A stepping stone to acceptance
Enslaved, Enslaved, Enslaved, Im really not sure where you came from but im damn glad you arrived in my 360’s disc tray. Enslaved is a game that, although ive been aware of its development/existance through trailers, just never lit my fire through the entire duration of its pre release marketing cycle. If im perfectly honest i think i watched the first trailer for Enslaved right after i watched the first trailer for Quantum Theory and i think Quantum Theory's extreme generic-ness possibly spilled over its flash based video container covering me in a thin film of total apathy that i then proceeded to recieve my first photons of Enslaved through.
Beyond this initial non impression that Enslaved left me with lied further reasons for me to ignore it. Its a character action game like Heavenly Sword or Devil May Cry and generally im not a fan of these. It is based on an ancient Chinese myth involving characters called monkey, pig and trip and Monkey can fly around on a Cloud. None of these things point towards anything other than this being a title i should of avoided, but then something changed.
I read of involvement from Andy Serkis followed by an article regarding performance capture technology that referenced Enslaved and the costs associated with its usage (hint:its not cheap). Finally i read that the script was being penned by Alex Garland and none of these very high profile factors aligned with my previous non impression of Enslaved meaning that i was going to have to take a look myself.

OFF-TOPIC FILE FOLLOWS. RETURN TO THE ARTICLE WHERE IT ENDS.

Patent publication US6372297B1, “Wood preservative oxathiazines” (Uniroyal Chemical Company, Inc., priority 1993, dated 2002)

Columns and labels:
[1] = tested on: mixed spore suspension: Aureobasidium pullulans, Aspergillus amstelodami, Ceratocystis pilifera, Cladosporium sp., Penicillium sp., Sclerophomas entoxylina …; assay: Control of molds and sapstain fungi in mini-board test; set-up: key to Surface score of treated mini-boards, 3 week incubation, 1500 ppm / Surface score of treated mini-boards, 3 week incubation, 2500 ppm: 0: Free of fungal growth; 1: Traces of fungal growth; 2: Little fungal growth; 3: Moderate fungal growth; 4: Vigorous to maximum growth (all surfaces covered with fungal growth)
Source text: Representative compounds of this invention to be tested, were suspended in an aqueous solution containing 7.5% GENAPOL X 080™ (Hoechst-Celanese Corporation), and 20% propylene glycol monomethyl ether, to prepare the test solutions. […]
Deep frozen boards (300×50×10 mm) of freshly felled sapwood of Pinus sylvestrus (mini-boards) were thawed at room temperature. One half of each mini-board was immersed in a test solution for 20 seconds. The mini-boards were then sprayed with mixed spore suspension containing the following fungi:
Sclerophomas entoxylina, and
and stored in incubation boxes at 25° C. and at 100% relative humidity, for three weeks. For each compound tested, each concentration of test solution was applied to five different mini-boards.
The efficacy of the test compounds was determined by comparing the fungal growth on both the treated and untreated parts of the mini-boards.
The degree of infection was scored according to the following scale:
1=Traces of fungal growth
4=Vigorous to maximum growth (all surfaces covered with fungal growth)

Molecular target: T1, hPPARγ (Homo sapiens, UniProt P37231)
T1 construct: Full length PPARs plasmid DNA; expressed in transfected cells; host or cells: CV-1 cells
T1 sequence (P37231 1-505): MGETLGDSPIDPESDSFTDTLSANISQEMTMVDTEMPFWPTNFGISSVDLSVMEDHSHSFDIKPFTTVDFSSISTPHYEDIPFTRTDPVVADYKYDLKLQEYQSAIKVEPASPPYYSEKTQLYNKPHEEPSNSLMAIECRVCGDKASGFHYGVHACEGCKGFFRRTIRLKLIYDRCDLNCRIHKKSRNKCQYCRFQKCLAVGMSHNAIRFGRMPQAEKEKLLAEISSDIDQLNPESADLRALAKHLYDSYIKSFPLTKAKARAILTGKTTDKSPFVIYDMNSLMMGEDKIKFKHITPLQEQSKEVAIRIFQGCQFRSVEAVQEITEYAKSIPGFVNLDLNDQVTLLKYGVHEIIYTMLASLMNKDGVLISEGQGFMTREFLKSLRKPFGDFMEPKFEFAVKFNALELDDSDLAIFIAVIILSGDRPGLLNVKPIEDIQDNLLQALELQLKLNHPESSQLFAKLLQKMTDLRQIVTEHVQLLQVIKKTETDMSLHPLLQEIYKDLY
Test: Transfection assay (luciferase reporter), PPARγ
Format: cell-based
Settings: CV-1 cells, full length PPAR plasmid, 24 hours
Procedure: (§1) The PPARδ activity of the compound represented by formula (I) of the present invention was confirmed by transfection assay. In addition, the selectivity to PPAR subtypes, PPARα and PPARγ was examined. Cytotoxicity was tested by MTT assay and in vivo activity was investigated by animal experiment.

Thankfully my "look" at Enslaved turned into an 8 hour play through from start to finish in only two sittings. To know me is to know that this kind of behaviour is rare if not bordering on a trace element in my gaming makeup. Typically i have a short attention span that means i can only bear to play games in short sharp stints but once id finished chapter 1 of Enslaved i was totally and absolutely hooked and i knew right then i needed to see the direction this odyssey was going to take me (suprisingly it is west).
Initially when the game first started my interest was peaked simply by how fricking good unreal 3 tech looks nowadays. Honestly it shocked me how gritty and sharp and non plastic that engine makes worlds look now, even over previous versions of unreal 3 and the first impression it gave was "wow..ok..this doesn't look like the cheap generic character action game i was expecting" The second thing i noticed was the characters eyes in cutscenes. It isnt an exaggeration to say these characters are the most well presented, emotive, believable video game characters ive ever interacted with and the strides this title have made in eye socket technology is responsible for a great deal of this. Characters make genuine eye contact and light bounces off their eyes as you would expect. The last time i felt like this in reagards to a video game character was when Gordon Freeman opened his eyes after being knocked out only to be greeted by Alyx Vance's rye smile for the first time. The characters are believable showing very little of the "uncanny valley" syndrome we have become used to in this generation of consoles meaning i genuinely care what happens to them.